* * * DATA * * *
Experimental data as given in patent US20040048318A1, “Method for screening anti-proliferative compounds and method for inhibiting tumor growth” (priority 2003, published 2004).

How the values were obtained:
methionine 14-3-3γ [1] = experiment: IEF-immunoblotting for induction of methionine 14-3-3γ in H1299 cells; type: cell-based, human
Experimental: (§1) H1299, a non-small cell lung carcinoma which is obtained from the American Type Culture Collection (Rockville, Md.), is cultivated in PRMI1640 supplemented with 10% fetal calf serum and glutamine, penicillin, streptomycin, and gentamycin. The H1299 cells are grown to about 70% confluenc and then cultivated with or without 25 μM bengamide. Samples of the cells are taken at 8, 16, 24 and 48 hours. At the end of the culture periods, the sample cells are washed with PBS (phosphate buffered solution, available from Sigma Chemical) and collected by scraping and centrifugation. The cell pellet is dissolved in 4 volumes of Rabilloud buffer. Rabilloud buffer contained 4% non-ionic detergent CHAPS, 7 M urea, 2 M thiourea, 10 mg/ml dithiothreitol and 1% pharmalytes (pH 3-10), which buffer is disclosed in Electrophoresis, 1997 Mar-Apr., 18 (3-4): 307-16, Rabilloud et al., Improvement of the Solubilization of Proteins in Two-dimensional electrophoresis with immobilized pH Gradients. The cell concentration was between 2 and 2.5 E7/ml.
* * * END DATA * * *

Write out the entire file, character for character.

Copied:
Experimental data as given in patent US20040048318A1, “Method for screening anti-proliferative compounds and method for inhibiting tumor growth” (priority 2003, published 2004).

How the values were obtained:
methionine 14-3-3γ [1] = experiment: IEF-immunoblotting for induction of methionine 14-3-3γ in H1299 cells; type: cell-based, human
Experimental: (§1) H1299, a non-small cell lung carcinoma which is obtained from the American Type Culture Collection (Rockville, Md.), is cultivated in PRMI1640 supplemented with 10% fetal calf serum and glutamine, penicillin, streptomycin, and gentamycin. The H1299 cells are grown to about 70% confluenc and then cultivated with or without 25 μM bengamide. Samples of the cells are taken at 8, 16, 24 and 48 hours. At the end of the culture periods, the sample cells are washed with PBS (phosphate buffered solution, available from Sigma Chemical) and collected by scraping and centrifugation. The cell pellet is dissolved in 4 volumes of Rabilloud buffer. Rabilloud buffer contained 4% non-ionic detergent CHAPS, 7 M urea, 2 M thiourea, 10 mg/ml dithiothreitol and 1% pharmalytes (pH 3-10), which buffer is disclosed in Electrophoresis, 1997 Mar-Apr., 18 (3-4): 307-16, Rabilloud et al., Improvement of the Solubilization of Proteins in Two-dimensional electrophoresis with immobilized pH Gradients. The cell concentration was between 2 and 2.5 E7/ml.